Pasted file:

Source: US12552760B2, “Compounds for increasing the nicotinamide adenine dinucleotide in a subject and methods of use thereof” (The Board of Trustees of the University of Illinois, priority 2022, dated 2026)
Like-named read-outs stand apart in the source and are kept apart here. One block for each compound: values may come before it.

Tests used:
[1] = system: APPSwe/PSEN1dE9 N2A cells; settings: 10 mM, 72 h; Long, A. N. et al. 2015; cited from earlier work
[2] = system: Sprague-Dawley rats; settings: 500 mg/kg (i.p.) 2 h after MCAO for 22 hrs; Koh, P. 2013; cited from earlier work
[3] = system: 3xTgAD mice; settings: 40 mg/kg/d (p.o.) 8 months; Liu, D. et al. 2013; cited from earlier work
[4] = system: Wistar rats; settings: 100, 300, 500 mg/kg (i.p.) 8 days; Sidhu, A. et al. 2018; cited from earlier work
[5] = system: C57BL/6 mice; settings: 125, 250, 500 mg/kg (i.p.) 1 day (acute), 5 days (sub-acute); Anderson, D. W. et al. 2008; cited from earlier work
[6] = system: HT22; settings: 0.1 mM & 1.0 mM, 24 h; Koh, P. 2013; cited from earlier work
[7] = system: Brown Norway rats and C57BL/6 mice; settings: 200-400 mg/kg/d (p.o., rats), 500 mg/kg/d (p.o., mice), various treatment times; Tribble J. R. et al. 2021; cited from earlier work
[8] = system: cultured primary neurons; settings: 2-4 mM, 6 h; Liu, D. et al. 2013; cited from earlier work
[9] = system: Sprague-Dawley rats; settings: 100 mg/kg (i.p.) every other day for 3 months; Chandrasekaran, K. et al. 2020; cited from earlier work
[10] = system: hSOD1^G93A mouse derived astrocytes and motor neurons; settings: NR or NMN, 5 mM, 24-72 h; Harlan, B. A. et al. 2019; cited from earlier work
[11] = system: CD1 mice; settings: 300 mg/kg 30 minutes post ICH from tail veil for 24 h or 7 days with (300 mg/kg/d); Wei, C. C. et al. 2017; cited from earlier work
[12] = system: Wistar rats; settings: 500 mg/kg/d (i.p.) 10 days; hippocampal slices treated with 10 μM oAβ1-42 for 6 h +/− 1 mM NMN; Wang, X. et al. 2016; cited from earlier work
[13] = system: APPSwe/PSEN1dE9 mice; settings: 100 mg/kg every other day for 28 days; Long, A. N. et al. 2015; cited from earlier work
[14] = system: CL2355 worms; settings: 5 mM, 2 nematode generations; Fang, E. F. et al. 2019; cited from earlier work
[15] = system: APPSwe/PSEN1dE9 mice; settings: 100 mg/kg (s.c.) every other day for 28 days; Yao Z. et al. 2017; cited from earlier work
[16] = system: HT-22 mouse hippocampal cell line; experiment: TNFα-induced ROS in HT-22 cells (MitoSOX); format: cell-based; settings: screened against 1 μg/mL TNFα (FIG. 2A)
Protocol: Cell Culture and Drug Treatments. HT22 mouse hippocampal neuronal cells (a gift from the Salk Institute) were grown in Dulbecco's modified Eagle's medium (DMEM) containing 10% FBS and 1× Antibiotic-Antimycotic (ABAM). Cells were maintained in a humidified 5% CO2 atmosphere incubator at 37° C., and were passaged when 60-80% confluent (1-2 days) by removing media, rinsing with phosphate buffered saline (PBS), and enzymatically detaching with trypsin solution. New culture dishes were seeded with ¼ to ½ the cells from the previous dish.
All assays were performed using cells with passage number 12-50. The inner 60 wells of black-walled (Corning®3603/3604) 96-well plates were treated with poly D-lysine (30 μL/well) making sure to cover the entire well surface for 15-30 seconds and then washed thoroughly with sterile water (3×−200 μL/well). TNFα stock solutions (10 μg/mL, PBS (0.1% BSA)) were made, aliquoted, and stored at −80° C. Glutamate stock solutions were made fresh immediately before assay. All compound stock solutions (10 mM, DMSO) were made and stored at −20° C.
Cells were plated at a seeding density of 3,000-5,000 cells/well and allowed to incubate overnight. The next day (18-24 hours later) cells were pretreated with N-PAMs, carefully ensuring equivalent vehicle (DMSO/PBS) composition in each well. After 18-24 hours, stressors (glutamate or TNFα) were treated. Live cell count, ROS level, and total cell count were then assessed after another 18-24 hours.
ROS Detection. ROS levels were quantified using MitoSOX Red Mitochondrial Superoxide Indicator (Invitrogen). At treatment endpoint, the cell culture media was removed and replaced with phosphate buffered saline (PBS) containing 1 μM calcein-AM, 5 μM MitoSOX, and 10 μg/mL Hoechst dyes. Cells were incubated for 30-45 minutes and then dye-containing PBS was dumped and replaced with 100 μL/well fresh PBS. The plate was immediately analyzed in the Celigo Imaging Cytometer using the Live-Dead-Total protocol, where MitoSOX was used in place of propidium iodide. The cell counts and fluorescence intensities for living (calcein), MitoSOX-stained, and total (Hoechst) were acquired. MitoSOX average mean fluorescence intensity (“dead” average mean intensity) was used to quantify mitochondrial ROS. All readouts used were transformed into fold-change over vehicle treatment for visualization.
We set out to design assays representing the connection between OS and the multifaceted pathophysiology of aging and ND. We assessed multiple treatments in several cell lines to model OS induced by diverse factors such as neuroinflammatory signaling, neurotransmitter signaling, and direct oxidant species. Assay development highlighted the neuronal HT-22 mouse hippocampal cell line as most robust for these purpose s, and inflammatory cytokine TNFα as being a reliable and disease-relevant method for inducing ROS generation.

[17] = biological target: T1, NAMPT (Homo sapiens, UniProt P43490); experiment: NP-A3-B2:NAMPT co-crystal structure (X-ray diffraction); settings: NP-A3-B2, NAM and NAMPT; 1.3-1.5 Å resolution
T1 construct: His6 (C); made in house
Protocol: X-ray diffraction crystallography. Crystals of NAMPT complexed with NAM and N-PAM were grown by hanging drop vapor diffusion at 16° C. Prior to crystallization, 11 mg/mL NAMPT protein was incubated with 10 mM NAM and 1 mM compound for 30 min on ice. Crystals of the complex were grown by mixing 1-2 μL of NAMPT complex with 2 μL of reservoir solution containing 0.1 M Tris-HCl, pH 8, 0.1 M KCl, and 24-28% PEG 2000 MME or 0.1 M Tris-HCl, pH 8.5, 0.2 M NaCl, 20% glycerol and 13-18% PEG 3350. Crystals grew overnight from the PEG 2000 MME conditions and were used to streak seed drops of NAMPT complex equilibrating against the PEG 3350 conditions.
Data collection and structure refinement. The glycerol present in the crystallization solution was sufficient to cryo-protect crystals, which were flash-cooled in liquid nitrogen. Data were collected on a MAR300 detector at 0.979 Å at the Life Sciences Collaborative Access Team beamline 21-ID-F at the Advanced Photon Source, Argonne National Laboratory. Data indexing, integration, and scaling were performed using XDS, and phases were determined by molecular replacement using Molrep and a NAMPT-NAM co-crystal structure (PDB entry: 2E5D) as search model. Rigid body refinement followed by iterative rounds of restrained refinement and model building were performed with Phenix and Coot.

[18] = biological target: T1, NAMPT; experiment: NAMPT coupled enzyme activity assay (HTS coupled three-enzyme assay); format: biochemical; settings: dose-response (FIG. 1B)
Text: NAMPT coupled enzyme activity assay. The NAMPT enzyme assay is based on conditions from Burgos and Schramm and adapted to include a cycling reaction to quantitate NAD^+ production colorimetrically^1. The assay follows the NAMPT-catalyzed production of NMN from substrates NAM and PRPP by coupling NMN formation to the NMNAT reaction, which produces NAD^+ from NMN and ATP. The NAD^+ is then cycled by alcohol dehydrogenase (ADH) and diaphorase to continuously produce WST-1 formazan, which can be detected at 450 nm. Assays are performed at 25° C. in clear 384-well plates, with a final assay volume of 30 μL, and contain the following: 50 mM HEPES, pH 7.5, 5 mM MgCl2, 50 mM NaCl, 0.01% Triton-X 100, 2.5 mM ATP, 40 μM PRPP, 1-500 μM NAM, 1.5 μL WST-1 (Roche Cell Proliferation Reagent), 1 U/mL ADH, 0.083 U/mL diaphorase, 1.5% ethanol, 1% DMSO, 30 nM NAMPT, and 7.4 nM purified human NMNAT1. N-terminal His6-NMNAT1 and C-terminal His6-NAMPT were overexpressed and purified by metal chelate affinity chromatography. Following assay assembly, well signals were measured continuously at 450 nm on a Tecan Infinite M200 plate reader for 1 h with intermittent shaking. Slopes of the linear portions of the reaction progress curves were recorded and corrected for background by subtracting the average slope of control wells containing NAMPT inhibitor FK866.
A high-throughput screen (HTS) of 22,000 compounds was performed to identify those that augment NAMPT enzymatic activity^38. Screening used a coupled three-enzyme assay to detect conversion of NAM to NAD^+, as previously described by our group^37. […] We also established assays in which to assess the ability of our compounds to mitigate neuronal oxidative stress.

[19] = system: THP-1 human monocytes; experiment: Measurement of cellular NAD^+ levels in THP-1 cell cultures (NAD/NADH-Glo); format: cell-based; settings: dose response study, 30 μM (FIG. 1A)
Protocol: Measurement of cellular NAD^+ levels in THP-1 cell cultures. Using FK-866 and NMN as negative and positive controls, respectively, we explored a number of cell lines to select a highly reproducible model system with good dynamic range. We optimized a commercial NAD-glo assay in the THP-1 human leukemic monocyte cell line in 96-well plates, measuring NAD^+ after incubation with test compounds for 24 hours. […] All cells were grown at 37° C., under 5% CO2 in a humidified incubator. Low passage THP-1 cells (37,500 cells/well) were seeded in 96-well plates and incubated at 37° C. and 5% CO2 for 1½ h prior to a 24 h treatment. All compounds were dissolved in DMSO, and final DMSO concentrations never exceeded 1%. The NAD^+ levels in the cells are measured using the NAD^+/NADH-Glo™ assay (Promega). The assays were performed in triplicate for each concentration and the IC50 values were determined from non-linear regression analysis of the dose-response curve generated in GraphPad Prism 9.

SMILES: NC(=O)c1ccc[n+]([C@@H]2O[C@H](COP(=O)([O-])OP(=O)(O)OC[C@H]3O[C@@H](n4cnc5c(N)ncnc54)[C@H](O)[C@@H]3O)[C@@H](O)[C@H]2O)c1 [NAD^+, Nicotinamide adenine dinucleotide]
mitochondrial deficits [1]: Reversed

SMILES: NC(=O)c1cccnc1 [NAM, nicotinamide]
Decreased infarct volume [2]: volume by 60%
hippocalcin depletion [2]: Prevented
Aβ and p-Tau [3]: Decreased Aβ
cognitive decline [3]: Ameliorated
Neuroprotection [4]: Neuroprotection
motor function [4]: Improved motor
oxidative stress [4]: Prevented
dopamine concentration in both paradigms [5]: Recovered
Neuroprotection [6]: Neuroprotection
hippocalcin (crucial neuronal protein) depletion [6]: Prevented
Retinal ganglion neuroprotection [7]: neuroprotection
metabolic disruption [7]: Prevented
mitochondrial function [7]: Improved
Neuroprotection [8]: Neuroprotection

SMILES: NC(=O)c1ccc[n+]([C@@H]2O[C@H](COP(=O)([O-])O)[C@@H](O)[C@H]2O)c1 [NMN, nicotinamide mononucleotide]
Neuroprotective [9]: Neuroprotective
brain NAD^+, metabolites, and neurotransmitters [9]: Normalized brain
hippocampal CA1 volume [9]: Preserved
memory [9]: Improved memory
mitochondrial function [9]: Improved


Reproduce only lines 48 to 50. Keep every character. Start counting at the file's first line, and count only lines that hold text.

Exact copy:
metabolic disruption [7]: Prevented
mitochondrial function [7]: Improved
Neuroprotection [8]: Neuroprotection